There should be extra help available through additional learning sessions or a help desk. As the platform evolves, offer refresher training and look within the user base for additional training expertise: for example, notice which employees know the new product best and encourage them to host lunch-and-learn sessions for their colleagues. Some of these employees would also be good candidates to become mentors across departments, helping new and struggling employees become comfortable with the new technology.
Be generous with incentives
People are more engaged when they participate. Some people will be reluctant to adopt the new technology, either because they feel they’re too busy to learn a new solution or they’re just afraid of technology. If this is a situation you expect, then include use of the technology in performance reviews.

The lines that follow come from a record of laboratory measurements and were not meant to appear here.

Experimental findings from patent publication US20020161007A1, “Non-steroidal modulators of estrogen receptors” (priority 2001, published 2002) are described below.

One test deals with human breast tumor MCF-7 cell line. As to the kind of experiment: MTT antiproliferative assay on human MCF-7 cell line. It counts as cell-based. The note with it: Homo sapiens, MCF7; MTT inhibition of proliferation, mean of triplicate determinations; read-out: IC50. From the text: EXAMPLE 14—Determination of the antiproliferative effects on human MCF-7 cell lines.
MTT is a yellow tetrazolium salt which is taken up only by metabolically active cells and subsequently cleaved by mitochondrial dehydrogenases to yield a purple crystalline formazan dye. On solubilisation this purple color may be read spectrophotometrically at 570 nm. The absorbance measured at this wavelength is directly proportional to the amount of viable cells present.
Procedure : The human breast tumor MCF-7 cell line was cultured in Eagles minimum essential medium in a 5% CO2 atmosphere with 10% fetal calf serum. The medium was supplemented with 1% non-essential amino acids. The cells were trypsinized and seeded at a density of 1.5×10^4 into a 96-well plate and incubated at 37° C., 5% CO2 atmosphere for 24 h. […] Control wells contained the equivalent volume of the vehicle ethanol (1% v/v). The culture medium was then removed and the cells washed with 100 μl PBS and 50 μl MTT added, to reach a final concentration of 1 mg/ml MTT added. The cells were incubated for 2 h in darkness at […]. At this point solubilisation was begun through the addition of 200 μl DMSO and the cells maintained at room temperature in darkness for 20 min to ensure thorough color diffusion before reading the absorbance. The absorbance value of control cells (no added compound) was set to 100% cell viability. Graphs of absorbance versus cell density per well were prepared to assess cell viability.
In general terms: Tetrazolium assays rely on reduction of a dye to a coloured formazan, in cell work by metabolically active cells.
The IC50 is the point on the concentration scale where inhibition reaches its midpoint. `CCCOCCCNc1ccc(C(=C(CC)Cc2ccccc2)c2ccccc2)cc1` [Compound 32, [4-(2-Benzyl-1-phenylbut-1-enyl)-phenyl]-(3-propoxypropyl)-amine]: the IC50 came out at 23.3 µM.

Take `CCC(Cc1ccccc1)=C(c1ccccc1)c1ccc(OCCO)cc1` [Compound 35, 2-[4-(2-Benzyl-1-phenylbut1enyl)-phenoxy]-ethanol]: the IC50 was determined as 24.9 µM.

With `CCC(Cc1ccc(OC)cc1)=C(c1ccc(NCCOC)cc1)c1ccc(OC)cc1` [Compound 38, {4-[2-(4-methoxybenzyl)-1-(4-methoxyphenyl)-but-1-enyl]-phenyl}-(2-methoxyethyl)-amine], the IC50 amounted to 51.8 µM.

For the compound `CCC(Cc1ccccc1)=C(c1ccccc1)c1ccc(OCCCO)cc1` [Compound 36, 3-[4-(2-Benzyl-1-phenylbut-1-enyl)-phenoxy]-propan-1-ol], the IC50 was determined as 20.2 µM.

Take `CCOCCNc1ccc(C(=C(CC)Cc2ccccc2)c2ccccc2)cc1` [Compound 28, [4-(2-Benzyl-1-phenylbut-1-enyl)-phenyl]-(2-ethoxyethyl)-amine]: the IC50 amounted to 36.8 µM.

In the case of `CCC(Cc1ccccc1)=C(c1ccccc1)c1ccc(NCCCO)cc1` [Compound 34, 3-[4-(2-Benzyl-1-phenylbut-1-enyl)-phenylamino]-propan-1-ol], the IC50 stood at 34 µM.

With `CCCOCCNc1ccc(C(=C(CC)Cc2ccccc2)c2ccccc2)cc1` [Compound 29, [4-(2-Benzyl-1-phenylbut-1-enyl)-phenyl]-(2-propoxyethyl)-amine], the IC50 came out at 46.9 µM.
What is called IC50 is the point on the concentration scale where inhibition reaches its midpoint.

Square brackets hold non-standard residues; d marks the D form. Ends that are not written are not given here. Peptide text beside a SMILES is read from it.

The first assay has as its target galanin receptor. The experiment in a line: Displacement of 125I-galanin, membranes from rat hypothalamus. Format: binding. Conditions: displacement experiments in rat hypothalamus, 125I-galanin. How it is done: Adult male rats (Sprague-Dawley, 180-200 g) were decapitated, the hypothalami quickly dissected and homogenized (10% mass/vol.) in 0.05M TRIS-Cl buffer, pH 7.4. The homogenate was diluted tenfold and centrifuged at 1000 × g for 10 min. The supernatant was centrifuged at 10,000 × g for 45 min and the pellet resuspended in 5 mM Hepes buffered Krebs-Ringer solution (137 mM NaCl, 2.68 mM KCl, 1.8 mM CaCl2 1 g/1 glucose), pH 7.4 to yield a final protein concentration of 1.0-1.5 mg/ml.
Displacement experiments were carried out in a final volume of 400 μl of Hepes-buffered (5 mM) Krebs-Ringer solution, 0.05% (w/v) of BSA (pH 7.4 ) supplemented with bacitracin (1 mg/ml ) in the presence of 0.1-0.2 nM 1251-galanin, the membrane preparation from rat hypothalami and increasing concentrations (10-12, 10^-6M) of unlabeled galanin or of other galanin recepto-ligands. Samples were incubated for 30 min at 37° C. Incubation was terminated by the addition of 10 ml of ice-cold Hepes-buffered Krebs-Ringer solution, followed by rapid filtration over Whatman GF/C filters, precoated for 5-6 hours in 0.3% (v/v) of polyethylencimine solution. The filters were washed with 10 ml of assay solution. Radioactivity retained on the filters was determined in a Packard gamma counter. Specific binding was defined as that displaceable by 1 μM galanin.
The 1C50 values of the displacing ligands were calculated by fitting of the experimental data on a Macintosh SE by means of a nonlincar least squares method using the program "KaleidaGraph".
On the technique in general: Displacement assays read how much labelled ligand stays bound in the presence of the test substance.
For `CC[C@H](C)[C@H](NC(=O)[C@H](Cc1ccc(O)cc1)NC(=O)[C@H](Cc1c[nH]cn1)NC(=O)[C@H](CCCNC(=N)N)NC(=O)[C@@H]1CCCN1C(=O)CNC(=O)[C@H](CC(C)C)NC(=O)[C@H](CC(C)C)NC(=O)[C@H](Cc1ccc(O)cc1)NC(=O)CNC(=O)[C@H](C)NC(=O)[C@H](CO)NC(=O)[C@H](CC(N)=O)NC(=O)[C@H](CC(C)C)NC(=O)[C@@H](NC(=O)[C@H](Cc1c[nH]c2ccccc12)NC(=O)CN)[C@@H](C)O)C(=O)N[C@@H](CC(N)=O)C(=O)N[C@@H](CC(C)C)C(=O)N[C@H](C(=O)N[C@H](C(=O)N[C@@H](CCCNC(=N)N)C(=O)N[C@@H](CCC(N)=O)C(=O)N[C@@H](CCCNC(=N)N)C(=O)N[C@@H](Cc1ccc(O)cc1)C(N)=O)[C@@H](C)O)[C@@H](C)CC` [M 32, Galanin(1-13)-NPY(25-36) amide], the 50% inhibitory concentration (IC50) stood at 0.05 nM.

But provide carrots as well as sticks: try gamifying engagement, for instance, by running a scavenger hunt where employees compete for prizes to find a new feature or perform a task fastest. Banking is serious business, but even leaders learn best when learning is fun.
Provide a means to gather feedback - positive and negative - on the new technology, either through the platform itself, through the internal portal, or during general meetings. There should be a means to reward employees whose suggestions are put to use, and there should also be a vehicle for anonymous feedback.
Measure and act